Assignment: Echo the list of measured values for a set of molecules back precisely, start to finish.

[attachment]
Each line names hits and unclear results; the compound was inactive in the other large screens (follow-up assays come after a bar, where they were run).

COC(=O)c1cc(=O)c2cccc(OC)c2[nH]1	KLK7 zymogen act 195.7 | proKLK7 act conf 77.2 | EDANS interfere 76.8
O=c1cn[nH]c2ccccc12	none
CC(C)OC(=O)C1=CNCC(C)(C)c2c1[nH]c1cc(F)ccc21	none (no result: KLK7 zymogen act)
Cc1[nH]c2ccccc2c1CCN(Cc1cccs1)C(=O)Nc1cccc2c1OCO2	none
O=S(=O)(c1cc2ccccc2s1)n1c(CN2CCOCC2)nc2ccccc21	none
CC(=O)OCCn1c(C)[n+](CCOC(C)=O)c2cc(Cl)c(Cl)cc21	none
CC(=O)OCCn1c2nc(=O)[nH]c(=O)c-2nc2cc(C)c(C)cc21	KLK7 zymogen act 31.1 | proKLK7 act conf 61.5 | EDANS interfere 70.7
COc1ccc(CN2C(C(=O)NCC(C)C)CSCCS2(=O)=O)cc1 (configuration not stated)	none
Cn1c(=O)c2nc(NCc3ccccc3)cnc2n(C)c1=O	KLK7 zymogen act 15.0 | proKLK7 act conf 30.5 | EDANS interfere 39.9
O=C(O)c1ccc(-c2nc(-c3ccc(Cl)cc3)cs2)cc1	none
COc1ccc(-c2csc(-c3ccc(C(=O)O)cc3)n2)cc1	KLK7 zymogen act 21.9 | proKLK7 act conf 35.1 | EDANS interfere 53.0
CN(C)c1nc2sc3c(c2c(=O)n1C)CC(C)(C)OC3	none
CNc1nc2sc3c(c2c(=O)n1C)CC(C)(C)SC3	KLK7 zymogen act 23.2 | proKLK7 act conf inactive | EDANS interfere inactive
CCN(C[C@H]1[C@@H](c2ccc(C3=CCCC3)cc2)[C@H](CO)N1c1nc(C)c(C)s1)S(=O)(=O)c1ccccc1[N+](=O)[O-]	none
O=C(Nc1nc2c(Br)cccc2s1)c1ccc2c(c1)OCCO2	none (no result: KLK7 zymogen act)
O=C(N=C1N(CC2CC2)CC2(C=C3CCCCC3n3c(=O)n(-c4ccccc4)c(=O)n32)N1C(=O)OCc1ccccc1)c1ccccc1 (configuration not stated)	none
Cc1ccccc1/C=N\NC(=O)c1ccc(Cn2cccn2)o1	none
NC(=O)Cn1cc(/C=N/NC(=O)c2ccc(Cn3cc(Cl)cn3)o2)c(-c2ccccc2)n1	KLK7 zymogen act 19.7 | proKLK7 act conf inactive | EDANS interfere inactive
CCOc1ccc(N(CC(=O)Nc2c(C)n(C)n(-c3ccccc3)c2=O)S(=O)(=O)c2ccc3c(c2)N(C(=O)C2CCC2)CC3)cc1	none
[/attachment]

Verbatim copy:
Each line names hits and unclear results; the compound was inactive in the other large screens (follow-up assays come after a bar, where they were run).

COC(=O)c1cc(=O)c2cccc(OC)c2[nH]1	KLK7 zymogen act 195.7 | proKLK7 act conf 77.2 | EDANS interfere 76.8
O=c1cn[nH]c2ccccc12	none
CC(C)OC(=O)C1=CNCC(C)(C)c2c1[nH]c1cc(F)ccc21	none (no result: KLK7 zymogen act)
Cc1[nH]c2ccccc2c1CCN(Cc1cccs1)C(=O)Nc1cccc2c1OCO2	none
O=S(=O)(c1cc2ccccc2s1)n1c(CN2CCOCC2)nc2ccccc21	none
CC(=O)OCCn1c(C)[n+](CCOC(C)=O)c2cc(Cl)c(Cl)cc21	none
CC(=O)OCCn1c2nc(=O)[nH]c(=O)c-2nc2cc(C)c(C)cc21	KLK7 zymogen act 31.1 | proKLK7 act conf 61.5 | EDANS interfere 70.7
COc1ccc(CN2C(C(=O)NCC(C)C)CSCCS2(=O)=O)cc1 (configuration not stated)	none
Cn1c(=O)c2nc(NCc3ccccc3)cnc2n(C)c1=O	KLK7 zymogen act 15.0 | proKLK7 act conf 30.5 | EDANS interfere 39.9
O=C(O)c1ccc(-c2nc(-c3ccc(Cl)cc3)cs2)cc1	none
COc1ccc(-c2csc(-c3ccc(C(=O)O)cc3)n2)cc1	KLK7 zymogen act 21.9 | proKLK7 act conf 35.1 | EDANS interfere 53.0
CN(C)c1nc2sc3c(c2c(=O)n1C)CC(C)(C)OC3	none
CNc1nc2sc3c(c2c(=O)n1C)CC(C)(C)SC3	KLK7 zymogen act 23.2 | proKLK7 act conf inactive | EDANS interfere inactive
CCN(C[C@H]1[C@@H](c2ccc(C3=CCCC3)cc2)[C@H](CO)N1c1nc(C)c(C)s1)S(=O)(=O)c1ccccc1[N+](=O)[O-]	none
O=C(Nc1nc2c(Br)cccc2s1)c1ccc2c(c1)OCCO2	none (no result: KLK7 zymogen act)
O=C(N=C1N(CC2CC2)CC2(C=C3CCCCC3n3c(=O)n(-c4ccccc4)c(=O)n32)N1C(=O)OCc1ccccc1)c1ccccc1 (configuration not stated)	none
Cc1ccccc1/C=N\NC(=O)c1ccc(Cn2cccn2)o1	none
NC(=O)Cn1cc(/C=N/NC(=O)c2ccc(Cn3cc(Cl)cn3)o2)c(-c2ccccc2)n1	KLK7 zymogen act 19.7 | proKLK7 act conf inactive | EDANS interfere inactive
CCOc1ccc(N(CC(=O)Nc2c(C)n(C)n(-c3ccccc3)c2=O)S(=O)(=O)c2ccc3c(c2)N(C(=O)C2CCC2)CC3)cc1	none